First is the 100th anniversary of the sinking of the wonderful ship on April 15. While it may seem "odd" to mark the anniversary of a disaster of such proportions, it does provide an opportunity to reflect on how much safer ocean travel, and travel in general, is now than it was 100 years ago. At the same time, it's a chance to remember how unforgiving the sea--or any natural habitat--can be to those who downplay the necessity for adequate preparations.

Second is the impending re-release of James Cameron's movie Titanic, in 3D, on April 4. At the time of its original release, Titanic was the most expensive film ever made. As of 2010, it was still the highest-grossing film of all time, but it was quickly surpassed by Cameron's own Avatar. (Current figures list Avatar with almost $2.8 billion worldwide gross, with Titanic at $1.8 billion.) It remains to be seen whether the 3D version will be as successful as the 1997 film.

Evoking the spirit of Titanic, our brother and sister-in-law (one suspects she did the bulk of the cooking) prepared a dinner based upon the menu presented to first-class passengers during the Titanic's maiden voyage.

The menu consisted of the following dishes:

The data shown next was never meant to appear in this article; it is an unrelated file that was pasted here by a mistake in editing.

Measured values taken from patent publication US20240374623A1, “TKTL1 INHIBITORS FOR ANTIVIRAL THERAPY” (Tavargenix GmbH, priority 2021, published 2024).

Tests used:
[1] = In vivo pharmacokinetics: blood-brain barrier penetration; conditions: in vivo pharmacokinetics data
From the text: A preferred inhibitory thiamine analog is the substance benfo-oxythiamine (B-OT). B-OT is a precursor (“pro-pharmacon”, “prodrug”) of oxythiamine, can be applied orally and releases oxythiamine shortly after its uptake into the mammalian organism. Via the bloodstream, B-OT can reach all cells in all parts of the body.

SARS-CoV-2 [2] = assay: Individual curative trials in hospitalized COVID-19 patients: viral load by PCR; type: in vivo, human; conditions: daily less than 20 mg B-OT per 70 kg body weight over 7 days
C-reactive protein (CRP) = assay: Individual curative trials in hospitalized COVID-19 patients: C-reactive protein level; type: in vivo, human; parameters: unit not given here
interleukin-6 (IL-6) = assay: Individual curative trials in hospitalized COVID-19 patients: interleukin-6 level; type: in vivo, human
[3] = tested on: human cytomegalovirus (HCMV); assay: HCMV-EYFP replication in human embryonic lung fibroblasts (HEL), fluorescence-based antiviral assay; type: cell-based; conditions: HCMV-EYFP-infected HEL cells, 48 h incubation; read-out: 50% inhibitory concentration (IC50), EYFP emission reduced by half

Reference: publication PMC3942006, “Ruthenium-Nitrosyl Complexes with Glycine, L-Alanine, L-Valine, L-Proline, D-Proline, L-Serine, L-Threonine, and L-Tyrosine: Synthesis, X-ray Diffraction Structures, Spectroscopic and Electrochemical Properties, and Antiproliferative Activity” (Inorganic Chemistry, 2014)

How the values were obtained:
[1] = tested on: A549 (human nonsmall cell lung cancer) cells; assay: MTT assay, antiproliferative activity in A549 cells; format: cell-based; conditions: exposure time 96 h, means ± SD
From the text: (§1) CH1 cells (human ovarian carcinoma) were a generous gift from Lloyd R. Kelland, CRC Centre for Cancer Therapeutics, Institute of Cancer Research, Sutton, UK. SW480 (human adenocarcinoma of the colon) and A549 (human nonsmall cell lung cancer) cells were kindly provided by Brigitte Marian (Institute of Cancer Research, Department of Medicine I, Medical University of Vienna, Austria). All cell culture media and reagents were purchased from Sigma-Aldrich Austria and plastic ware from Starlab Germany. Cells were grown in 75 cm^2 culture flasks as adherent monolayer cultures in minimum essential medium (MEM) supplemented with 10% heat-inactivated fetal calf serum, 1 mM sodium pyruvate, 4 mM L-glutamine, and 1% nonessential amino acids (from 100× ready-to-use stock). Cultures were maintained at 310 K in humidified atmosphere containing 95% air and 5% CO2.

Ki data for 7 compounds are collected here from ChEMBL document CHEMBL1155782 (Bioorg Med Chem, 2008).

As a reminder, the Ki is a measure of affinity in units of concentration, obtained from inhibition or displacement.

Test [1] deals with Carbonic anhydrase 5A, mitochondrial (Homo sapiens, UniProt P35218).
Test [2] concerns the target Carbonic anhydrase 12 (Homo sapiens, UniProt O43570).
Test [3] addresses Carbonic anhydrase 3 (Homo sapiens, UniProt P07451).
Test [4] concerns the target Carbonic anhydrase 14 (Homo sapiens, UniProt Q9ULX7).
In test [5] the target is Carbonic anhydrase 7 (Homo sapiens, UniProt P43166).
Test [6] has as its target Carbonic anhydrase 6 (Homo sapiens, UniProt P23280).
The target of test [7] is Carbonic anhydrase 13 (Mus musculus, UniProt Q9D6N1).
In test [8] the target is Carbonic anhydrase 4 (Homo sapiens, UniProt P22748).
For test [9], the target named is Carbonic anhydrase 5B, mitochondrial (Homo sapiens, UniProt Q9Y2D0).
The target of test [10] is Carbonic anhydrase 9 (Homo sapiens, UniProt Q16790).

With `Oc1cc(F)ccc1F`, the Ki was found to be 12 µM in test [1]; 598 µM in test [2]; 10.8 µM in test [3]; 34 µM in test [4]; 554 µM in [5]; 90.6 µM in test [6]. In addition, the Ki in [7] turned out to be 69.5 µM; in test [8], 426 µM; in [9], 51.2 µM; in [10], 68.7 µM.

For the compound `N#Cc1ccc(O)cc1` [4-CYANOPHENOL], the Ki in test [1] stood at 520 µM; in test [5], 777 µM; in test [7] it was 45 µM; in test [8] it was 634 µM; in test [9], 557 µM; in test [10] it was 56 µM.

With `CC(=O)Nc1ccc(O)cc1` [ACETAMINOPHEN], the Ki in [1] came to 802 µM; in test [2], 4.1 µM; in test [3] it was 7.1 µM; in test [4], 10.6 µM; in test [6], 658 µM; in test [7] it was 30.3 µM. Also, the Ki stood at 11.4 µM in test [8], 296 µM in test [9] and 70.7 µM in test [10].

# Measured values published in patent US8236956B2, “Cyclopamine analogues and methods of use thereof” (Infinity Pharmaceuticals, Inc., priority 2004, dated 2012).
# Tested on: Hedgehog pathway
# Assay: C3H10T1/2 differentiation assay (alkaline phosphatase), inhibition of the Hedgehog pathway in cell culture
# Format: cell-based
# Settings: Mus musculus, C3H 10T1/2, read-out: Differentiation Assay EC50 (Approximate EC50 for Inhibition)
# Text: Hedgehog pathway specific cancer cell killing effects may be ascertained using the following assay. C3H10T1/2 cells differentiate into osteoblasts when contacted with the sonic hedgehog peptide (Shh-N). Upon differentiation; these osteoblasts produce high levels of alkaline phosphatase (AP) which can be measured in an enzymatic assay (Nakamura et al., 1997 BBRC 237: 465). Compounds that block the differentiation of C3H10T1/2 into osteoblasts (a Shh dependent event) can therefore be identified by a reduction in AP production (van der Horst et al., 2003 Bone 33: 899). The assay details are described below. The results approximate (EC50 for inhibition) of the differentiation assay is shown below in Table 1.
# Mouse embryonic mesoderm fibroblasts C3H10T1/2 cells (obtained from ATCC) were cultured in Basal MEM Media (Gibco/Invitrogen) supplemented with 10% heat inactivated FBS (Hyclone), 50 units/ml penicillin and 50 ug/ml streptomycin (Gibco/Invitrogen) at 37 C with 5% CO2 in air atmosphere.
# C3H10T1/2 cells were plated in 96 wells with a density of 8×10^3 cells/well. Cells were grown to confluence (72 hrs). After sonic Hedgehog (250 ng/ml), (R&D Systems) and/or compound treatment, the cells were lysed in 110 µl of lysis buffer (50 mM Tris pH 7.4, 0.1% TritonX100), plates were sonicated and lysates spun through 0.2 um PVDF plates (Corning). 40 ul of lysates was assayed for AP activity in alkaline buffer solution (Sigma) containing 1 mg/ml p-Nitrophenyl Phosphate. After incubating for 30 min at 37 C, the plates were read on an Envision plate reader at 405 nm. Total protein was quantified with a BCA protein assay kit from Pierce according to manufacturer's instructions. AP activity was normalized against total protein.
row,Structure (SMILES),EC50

--Consommé Olga
--Sauté of Chicken Lyonnaise
--Green Peas
--Creamed Carrots
--Boiled Rice
--Cold Asparagus Vinaigrette
--Waldorf Pudding

They used recipes from our book Cooking with the Movies: Meals on Reels, which features a full chapter on the film Titanic--and we're happy to say, their guests left not a morsel behind!

They were good enough to send along photos of their dinner party, and we've provide the recipes below for those readers who wish to try their hands at some Titanic cooking. Bon appetit!

Consommé Olga

10 c. beef stock
¾ lb. lean ground veal or beef
1 egg white
1 turnip, finely chopped
1 leek, finely chopped
1 celery stalk, finely chopped
½ tomato, chopped
¼ tsp. salt
¼ tsp. pepper

6 lg. sea scallops
½ bulb of celery root, blanched and julienned
4 leek whites, blanched and julienned
4 sm. carrots, shredded
8 sm. gherkins, julienned
fine old port

In a large pot, heat the stock to a simmer. In the meantime, in a large bowl knead the meat and the egg white with the vegetables, salt, and pepper. Add to the stock and simmer for approximately 30 minutes. Strain through muslin, cheesecloth, or a very fine sieve, and return broth to the pot. Heat until very hot, but not boiling.

Gather the serving bowls and line them up on the counter or table for easy access. Slice the scallops into wafer-thin pieces, and place a few in the bottom of each bowl. Add a dollop of the combined julienned and shredded vegetables (and pickles), then ladle the hot soup over them. Finish off with a half jigger of fine old port, and serve immediately.